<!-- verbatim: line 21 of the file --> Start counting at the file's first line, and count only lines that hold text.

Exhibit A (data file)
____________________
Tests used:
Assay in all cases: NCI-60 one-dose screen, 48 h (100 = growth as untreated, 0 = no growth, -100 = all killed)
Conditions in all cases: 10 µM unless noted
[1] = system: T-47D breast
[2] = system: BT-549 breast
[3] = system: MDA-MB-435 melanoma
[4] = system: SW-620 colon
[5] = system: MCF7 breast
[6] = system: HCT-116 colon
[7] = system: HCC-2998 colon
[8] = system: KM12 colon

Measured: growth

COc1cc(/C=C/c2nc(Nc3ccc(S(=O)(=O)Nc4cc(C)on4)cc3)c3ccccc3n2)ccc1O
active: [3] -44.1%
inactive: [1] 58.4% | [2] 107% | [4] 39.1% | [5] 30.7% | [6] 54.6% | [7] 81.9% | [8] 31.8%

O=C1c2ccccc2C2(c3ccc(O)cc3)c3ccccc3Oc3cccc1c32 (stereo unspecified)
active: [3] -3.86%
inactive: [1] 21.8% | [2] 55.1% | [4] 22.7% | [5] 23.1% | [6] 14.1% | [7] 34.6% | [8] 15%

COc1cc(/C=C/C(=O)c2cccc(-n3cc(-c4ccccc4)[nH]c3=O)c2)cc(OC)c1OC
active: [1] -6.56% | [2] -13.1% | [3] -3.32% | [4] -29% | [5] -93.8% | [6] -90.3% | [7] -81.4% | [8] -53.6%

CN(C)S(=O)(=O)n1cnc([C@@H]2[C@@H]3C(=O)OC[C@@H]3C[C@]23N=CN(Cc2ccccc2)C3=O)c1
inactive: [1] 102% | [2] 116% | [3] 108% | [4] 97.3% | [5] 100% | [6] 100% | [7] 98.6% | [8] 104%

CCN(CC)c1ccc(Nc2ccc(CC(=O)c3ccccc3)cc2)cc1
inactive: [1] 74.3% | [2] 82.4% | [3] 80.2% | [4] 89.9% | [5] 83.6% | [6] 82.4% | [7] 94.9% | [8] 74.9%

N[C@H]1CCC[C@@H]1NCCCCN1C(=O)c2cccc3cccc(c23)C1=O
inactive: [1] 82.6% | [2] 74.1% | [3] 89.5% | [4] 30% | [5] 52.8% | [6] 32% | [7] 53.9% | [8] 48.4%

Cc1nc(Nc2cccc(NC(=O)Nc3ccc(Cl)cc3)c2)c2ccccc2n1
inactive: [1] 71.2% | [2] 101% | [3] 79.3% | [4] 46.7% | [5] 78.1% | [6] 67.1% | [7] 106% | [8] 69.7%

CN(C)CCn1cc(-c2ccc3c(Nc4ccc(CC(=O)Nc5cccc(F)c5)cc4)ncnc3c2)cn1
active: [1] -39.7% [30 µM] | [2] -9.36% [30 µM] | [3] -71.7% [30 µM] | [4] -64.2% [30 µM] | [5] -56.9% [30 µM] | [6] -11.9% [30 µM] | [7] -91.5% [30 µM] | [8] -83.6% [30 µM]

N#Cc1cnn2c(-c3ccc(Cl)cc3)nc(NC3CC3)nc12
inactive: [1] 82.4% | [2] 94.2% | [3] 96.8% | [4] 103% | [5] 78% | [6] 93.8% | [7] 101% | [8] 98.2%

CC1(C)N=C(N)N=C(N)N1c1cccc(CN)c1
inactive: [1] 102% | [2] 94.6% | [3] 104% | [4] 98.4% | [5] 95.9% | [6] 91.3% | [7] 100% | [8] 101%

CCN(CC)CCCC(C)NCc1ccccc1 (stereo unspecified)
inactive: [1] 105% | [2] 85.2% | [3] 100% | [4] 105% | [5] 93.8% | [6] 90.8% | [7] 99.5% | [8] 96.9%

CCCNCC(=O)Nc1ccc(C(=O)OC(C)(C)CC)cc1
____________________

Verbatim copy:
CN(C)S(=O)(=O)n1cnc([C@@H]2[C@@H]3C(=O)OC[C@@H]3C[C@]23N=CN(Cc2ccccc2)C3=O)c1